Christopher Columbus's Life: The Never Ending Road Trip

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Life: The Never Ending Road Trip In 1492, Christopher Columbus sailed the ocean. Columbus traveled the world in search of India, and instead happened upon a new continent, which was considered a very big deal at the time. He may not have gotten there by road, but he had definite directions that were designed to be the means of reaching new, plentiful, unconquered land. By doing this, Columbus literally changed the face of the world from what it was once known to appear like. He did this by simply taking a different course, a different way of travel that ultimately changed his future and our history. Almost three centuries later, Paul Revere took his famous “Midnight Ride,” to let the original framers of the constitution know that the British were coming. During the Midnight Ride, Revere traveled 18 miles in one night, following a path that led from Boston to Lexington. Fast forward about 175 years, travelers were journeying much farther than 18 miles. In the middle of the gold rush of 1849, The Oregon Trail was used by thousands of people…show more content…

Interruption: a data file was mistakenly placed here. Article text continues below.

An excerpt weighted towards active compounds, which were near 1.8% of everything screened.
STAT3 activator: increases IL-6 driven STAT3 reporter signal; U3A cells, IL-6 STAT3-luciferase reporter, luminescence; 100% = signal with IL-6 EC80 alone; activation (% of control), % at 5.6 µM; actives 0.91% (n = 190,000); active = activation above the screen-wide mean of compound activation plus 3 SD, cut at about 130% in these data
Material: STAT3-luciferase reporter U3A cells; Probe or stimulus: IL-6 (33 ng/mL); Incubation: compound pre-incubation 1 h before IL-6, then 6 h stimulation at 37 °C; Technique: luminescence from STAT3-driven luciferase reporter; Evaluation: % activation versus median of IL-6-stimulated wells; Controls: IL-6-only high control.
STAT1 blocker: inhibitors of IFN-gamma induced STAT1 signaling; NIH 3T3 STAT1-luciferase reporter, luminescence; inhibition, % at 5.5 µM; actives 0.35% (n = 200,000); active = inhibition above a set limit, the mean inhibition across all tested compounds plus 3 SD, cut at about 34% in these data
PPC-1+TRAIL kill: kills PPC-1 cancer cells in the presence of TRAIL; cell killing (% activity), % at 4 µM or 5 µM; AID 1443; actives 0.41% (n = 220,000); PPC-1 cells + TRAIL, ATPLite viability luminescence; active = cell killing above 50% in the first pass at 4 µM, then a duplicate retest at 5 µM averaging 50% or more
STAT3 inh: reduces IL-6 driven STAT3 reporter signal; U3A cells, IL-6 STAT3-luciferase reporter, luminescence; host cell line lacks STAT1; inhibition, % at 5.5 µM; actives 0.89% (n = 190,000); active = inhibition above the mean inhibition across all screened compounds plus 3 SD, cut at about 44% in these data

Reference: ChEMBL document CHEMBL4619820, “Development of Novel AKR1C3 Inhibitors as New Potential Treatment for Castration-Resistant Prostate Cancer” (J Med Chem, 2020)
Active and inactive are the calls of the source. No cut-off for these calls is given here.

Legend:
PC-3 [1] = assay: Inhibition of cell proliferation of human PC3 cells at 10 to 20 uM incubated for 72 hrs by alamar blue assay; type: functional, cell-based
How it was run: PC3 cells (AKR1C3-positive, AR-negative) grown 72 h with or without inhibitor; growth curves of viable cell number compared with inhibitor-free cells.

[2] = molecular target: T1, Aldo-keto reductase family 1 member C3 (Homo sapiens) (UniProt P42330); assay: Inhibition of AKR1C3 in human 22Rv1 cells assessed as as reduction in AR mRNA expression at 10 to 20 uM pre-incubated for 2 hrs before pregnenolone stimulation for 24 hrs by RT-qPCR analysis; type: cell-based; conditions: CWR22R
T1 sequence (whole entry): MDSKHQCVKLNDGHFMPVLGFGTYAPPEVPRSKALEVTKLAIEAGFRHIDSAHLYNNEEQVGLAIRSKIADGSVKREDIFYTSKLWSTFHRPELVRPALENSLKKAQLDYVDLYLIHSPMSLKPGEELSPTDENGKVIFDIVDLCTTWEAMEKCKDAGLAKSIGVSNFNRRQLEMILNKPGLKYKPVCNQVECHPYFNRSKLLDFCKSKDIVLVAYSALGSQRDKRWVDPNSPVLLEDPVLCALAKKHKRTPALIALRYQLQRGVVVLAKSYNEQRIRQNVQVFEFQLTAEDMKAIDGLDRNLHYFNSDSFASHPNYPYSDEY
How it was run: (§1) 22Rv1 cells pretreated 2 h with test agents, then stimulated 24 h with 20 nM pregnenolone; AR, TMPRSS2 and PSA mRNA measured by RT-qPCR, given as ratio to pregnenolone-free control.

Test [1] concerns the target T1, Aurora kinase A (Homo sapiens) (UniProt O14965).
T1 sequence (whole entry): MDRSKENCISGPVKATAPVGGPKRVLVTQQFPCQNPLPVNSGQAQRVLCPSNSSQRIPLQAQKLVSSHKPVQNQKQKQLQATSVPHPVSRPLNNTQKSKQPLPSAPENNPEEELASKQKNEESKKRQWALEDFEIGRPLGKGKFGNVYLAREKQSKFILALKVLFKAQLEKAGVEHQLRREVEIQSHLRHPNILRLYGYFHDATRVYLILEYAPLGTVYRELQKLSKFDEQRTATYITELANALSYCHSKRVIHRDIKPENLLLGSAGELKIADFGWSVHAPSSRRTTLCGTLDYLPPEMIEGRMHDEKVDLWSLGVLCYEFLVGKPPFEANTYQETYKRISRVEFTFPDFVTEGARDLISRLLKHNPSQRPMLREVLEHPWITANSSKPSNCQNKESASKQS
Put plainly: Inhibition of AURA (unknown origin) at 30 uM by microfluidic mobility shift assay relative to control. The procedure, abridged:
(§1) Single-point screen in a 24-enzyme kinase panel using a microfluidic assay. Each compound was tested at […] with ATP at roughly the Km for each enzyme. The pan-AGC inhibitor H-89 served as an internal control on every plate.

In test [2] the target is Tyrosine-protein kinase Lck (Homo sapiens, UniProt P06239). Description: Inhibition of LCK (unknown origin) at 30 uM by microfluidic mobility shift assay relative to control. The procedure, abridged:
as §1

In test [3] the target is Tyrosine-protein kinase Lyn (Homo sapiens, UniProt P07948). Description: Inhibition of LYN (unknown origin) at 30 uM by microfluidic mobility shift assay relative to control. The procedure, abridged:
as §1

Frost understands the dilemma that every person making decisions faces, how every right, left, turn, stop, detour, one way, and wrong way can affect our paths to personal success. No wonder people have the expectation that traveling is the equivalent to success, they have people like Frost who set crazy expectations for the pressure of the single road that they take. What people don’t realize is that the easiest way to solve their problems is to look at a map. If I chose one singular destination, there would be literally hundred ways to get there. One hundred roads—choices—can seem very daunting and very constraining. Yet paired with those roads there are two hundred by-passes, alleyways, and scenic routes that can lead to a new, better path that is better for one individual’s path to
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